MLS Deputy Commissioner Ivan Gazidis will depart to join Arsenal in January. Goal.com's Kyle McCarthy examines the intercontinental impact of the move in his Friday Five.
The biggest move of the MLS off-season occurred this week when deputy commissioner Ivan Gazidis left his post with the league to take over as chief executive of English Premier League side Arsenal.
No player or coach can match the impact Gazidis has had on the league since joining in April 1994. Most of what fans see on the field fell under Gazidis' domain. Gazidis controlled most of the player movement and many of the on-field initiatives that have proven so successful.
This wasn't the first time an English club has approached the former deputy commissioner. Gazidis earlier spurned an offer from Manchester City before accepting this chance to join Arsenal as the latest proposed replacement for David Dein. The match makes sense: take a seasoned executive known for prudence and innovation and place him in charge of perhaps the most fiscally responsible major football club in the world.
“Ivan’s credentials are first class,” Arsenal chairman Peter Hill-Wood told the club's Web site. “It is evident that he has a wealth of business acumen together with a broad knowledge of football that will not only help to maintain Arsenal’s pre-eminent standing but enhance our reputation within the football community and international commercial markets.”
With Gazidis gone, there are questions to ponder about the impact of his new job in the Friday Five.
1. Who becomes MLS' new soccer powerbroker?
If MLS Commissioner Don Garber lends his face to the league, Gazidis provided its body. Garber isn't a soccer guy, no matter how well he has guided the league during his tenure and how brilliant his marketing and business nous remains. Gazidis filled the role of the X's and O's executive who combined business acumen with a knowledge of how the soccer world worked. Someone in the league office will have to step in and fill that role.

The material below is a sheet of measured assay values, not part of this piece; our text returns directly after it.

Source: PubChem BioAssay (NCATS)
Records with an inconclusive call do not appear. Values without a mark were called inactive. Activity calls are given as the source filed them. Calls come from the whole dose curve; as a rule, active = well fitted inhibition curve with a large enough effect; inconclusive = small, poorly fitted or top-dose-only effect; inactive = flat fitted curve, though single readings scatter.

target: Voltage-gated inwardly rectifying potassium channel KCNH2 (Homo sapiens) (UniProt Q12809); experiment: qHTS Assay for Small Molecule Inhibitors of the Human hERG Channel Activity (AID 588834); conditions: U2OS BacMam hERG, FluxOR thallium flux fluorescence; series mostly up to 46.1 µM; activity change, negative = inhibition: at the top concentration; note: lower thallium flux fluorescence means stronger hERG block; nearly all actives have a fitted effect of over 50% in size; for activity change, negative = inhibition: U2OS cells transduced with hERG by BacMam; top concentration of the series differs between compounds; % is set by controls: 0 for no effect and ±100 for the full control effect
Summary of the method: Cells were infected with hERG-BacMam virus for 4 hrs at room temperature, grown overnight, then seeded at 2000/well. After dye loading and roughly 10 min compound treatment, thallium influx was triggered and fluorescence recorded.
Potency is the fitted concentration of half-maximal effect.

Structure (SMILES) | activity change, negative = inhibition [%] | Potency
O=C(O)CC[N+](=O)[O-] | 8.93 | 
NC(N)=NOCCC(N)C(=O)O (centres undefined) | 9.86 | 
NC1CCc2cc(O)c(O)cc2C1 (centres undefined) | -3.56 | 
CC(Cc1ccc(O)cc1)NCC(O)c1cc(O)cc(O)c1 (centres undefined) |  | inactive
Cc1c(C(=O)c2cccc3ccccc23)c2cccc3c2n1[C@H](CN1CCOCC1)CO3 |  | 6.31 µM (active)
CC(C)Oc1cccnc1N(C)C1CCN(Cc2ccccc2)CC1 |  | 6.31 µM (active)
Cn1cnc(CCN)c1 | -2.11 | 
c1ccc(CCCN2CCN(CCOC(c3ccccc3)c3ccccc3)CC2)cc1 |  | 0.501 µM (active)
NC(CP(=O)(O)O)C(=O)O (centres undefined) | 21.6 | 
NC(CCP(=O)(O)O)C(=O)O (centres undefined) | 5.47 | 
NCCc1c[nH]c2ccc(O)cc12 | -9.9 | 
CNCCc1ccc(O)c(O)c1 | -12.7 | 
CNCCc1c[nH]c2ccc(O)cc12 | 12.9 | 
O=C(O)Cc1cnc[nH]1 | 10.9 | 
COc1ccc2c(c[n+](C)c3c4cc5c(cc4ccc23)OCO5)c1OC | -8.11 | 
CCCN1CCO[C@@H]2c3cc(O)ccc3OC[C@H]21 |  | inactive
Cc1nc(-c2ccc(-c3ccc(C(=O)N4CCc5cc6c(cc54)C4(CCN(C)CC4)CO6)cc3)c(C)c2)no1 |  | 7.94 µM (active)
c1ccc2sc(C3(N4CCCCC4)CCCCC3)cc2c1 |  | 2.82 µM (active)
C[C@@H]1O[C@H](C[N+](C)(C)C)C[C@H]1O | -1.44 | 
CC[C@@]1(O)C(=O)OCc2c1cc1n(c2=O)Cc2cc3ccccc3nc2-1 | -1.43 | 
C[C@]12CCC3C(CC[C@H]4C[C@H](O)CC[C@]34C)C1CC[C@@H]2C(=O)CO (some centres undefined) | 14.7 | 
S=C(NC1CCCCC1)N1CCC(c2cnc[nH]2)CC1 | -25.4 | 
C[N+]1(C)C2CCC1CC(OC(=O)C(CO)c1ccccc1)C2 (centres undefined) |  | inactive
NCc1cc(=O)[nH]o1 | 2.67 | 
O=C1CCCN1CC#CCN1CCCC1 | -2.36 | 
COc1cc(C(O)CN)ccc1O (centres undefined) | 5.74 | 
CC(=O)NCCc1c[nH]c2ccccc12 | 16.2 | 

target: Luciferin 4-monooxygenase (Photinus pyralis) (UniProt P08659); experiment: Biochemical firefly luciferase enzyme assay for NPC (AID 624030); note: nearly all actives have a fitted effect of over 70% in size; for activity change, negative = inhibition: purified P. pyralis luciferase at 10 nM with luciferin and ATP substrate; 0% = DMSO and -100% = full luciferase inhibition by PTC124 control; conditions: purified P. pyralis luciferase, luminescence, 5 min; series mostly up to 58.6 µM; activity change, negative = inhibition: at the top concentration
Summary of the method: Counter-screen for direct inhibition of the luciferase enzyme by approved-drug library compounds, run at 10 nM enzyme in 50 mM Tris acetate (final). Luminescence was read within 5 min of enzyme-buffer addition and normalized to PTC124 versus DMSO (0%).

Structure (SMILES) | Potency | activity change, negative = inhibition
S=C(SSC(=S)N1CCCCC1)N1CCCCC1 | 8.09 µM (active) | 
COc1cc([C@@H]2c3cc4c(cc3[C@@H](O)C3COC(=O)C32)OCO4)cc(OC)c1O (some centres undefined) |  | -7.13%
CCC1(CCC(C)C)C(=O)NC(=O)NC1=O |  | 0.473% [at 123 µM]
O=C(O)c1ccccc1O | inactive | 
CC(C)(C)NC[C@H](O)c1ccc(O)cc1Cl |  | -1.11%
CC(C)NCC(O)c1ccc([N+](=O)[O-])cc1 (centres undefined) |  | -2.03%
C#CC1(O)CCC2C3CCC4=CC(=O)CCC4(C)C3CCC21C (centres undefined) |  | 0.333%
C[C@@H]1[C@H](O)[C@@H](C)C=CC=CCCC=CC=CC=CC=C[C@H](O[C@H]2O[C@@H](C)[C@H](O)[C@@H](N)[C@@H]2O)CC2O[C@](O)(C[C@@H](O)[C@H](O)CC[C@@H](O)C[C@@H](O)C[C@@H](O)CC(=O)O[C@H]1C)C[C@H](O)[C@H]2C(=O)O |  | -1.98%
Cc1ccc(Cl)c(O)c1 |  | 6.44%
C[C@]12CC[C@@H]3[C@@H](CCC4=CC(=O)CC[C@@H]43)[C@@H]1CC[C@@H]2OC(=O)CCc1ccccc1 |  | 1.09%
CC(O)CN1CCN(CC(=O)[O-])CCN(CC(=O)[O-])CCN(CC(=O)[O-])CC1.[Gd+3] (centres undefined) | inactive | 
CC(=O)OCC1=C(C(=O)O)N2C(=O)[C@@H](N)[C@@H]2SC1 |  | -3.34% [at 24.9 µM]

2. Will transfer and contract negotiations be impacted?
Gazidis said upon his unveiling in North London that “every single player signing [came] through his office.” That leaves a gaping hole for MLS to fill. Most expect MLS President Mark Abbott to increase his role on the player personnel side, but questions remain about how a new face will approach player negotiations. The insularity of the American soccer community and the impending expiration of the Collective Bargaining Agreement makes it unlikely that Abbott or anyone else who assumes this role will drastically alter course. Yet even a meager shift could drastically impact how the league deals with contract negotiations heading into an off-season where significant player moves and possible transfers must be addressed.
3. How does the move reflect the European fascination with MLS?
European leagues and club love MLS because MLS does everything European leagues wish they could do: limit player salaries by instituting a salary cap while merchandising and marketing to the hilt to maximize revenues. For a club like Arsenal – one with a limited transfer cash flow compared to its three major domestic rivals and a couple of its European foes because of sizable debt tied into constructing its new ground – Gazidis' proven ability to do more with less may have helped bolster his chances of employment. Gazidis' likely first step will involve continuing to expand the Arsenal brand worldwide to try to play catch up with Chelsea, Manchester United, Real Madrid and Barcelona and ward off Liverpool, and AC Milan. In other words, get ready for that American tour, Mr. Wenger.
4. Is this the first step for a MLS player to head to one of the world largest clubs?
Upon his appointment, Gazidis said he would like to get involved with transfer dealings at his new club. As mentioned in the previous paragraph, Arsenal's turnover, which is amongst the world's five richest clubs, doesn't lead to sizable transfer funds because of that debt service on the stadium and the club's fiscally responsible management. Something tells me Gazidis knows a league that may provide more bang for the buck than the English Championship or Ligue Un. An American exodus to London is unlikely for obvious sporting reasons, but it would be surprising if Gazidis didn't at least nudge his new club to have a look around the American top flight for prospects.
5. Can the move invigorate the Colorado Rapids-Arsenal partnership on the field?
Rapids investor/operator Stan Kroenke also owns a chunk of the North London club and initiated a partnership agreement with Arsenal to allow the Rapids to share marketing and commercial arrangements. The move has already provided one crucial underpinning for the Rapids: new head coach Gary Smith served as a scout for Arsenal in 2007 after spending time at Watford as reserve team manager. Sending a couple of up-and-coming reserve team players – a fullback or two might be nice – on loan for the MLS season would be a fruitful way to foster continued cooperation.
Kyle McCarthy writes the Monday MLS Breakdown and blogs frequently during the week for Goal.com. Contact him with your questions or comments at email@example.com.